2009 noteworthy for end of auto lines
With only a few days remaining in 2009, it seems an appropriate time to take stock.
I confess I’m not much of a fan of New Year’s Eve and New Year’s Day celebrations. Jan. 1 has always seemed to me to be just another day. I don’t even care much for the Rose Parade and the football bowl games. Even in the days when I was prone to revel, lost now in the mists of antiquity, I never paid much attention to New Year’s Eve.
But it seems fitting to think back about the year just past and take note of the milestones, such as they are, that we have passed.
No more Pontiacs. General Motors (there was almost no more GM in 2009, come to think of it), staggering under the load of flagging sales and runaway costs, discontinued the venerated brand – flagships of the muscle cars of the 1960s and ’70s – this year. The last Pontiac built for the U.S. market, a white G6, rolled down the ways at GM’s Orion Township Plant in Michigan just a month ago on Nov. 25. Alas, no more.
No more Oprah – or, more accurately, the announcement that someday soon the daytime TV queen will stop her long-running show.
Early in the year, of course, the Obama inauguration signaled a change in Washington, ushering in new, heightened expectations with the new year.
The year was one of confusion – and even ennui, maybe – for Kansas Democrats. Gov. Kathleen Sebelius’ departure to Washington to take the Obama portfolio for health and human services and successor Mark Parkinson’s lack of interest in serving past his present term touched off a chain of “Who, me?” responses among the lackluster lights in the party, none of whom seemed anxious to throw themselves down on the tracks in front of Sen. Sam Brownback’s hurtling juggernaut. As if that hadn’t been enough, Rep. Dennis Moore announcement in November that he wouldn’t seek another term set Republicans slavering over the seat they had pined after since he first won it in 1998.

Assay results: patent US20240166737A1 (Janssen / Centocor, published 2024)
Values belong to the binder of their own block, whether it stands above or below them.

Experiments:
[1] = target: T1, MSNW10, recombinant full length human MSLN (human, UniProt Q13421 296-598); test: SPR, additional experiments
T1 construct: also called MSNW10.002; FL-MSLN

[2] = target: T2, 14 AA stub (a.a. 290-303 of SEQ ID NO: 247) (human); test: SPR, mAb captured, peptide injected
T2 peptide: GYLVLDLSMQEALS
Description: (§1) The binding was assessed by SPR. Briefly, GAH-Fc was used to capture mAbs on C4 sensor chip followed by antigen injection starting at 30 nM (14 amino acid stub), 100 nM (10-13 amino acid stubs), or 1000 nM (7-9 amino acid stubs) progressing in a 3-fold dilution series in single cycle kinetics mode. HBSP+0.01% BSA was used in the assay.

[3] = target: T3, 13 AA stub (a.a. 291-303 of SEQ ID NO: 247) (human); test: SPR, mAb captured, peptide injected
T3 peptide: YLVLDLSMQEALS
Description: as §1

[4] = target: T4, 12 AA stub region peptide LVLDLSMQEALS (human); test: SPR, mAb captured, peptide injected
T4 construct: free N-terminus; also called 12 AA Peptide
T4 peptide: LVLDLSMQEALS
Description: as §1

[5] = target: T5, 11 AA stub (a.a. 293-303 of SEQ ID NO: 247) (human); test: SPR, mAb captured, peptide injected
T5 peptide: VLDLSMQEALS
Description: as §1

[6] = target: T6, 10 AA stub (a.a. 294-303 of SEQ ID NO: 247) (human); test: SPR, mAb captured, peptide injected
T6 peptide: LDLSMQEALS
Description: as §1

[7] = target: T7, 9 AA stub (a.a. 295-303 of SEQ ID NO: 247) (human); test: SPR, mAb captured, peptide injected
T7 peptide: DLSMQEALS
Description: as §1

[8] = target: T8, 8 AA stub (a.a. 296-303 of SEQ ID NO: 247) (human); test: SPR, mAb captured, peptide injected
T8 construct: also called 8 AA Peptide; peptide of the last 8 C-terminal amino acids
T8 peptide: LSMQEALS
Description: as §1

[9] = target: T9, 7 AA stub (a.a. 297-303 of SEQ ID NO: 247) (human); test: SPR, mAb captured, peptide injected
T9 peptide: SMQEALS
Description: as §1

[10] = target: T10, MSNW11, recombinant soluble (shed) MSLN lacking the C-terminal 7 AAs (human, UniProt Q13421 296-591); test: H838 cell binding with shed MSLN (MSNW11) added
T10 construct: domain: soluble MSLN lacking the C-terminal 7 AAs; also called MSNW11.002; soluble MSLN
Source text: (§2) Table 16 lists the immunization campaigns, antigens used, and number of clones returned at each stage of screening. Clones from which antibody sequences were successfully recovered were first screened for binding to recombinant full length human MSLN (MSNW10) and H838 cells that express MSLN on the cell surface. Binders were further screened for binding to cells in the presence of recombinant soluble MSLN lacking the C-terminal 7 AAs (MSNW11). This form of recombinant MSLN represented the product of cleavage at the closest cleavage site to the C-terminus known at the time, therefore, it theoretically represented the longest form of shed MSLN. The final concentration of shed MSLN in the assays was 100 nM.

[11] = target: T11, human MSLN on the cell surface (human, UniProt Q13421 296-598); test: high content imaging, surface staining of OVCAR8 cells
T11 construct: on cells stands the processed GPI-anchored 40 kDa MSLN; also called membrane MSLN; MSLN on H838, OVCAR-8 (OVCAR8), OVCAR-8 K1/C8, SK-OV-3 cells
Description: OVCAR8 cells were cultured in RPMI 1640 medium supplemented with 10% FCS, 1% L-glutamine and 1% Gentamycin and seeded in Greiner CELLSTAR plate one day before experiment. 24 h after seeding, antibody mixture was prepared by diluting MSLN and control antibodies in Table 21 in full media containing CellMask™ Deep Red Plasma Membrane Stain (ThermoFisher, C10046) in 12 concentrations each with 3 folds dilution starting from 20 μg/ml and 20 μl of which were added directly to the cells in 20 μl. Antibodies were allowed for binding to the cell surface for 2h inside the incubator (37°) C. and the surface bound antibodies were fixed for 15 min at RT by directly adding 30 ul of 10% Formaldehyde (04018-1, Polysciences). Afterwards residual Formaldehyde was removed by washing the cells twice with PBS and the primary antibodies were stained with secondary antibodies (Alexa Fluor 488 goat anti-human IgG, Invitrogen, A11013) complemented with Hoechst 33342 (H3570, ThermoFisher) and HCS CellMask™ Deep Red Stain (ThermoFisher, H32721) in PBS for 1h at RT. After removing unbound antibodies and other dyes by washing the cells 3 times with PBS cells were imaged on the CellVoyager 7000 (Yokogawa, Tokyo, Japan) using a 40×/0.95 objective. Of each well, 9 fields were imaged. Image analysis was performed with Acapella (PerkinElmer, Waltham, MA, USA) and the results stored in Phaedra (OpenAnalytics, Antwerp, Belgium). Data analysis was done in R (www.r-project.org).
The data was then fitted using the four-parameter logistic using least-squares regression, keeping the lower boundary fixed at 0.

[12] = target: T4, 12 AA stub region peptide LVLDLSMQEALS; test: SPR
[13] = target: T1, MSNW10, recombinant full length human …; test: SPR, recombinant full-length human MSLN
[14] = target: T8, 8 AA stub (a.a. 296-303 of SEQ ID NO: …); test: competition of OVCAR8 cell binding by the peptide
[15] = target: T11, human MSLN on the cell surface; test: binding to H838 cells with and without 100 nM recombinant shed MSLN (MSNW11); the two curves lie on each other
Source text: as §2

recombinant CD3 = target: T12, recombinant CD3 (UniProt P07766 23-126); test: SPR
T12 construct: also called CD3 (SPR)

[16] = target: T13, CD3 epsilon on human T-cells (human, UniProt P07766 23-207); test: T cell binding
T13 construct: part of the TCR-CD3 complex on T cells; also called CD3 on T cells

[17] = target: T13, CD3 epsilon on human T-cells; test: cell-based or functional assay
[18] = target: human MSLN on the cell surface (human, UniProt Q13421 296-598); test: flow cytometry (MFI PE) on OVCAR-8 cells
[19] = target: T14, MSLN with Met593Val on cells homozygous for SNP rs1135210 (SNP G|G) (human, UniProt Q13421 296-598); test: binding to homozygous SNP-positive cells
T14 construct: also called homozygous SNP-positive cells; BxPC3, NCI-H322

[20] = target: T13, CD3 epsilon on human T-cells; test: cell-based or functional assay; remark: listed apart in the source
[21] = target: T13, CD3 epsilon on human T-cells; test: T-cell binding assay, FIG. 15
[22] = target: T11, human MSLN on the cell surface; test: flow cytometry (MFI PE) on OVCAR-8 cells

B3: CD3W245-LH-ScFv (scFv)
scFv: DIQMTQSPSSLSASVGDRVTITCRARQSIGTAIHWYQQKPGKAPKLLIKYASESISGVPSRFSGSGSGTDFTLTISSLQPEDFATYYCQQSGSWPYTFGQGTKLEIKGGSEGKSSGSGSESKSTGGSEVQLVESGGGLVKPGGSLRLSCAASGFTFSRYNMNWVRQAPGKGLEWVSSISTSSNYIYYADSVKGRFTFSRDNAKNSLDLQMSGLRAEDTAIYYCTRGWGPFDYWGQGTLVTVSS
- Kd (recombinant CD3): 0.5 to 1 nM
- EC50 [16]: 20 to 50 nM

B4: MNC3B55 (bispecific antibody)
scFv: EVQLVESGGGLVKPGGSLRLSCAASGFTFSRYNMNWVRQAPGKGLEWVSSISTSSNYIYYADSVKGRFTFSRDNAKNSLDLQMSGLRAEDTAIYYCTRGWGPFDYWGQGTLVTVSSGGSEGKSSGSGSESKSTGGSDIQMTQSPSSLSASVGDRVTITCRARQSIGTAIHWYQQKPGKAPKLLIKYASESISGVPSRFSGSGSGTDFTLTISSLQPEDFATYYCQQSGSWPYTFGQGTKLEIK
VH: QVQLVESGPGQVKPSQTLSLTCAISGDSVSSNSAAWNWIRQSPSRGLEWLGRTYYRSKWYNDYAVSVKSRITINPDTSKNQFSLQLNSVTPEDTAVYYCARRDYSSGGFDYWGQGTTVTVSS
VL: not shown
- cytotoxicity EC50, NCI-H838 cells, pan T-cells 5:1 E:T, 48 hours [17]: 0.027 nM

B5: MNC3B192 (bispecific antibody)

Of course no review of the year would be complete without bidding a final adieu to those who shuffled off this mortal coil during the year.
The list, in no particular order includes entertainers Michael Jackson, Farrah Fawcett, Mary Travers, Henry Gibson, Patrick Swayze, Bea Arthur, Les Paul and Karl Malden; pitchmen Billy Mays and Ed McMahon, evangelist Oral Roberts, writers Irving Penn, Horton Foote and John Updike; Sen. Edward M. Kennedy and journalists Walter Cronkite, William Safire and Paul Harvey.
In the end, while it’s been a year of no great accomplishments, at least there haven’t been any major tragedies, at least hereabouts. If nothing else, I guess it’s moved us another year closer to whatever it is that awaits us all.
— John Beal is the retired editor of the Eudora News’ sister publications The Shawnee Dispatch and Bonner Springs Chieftain.
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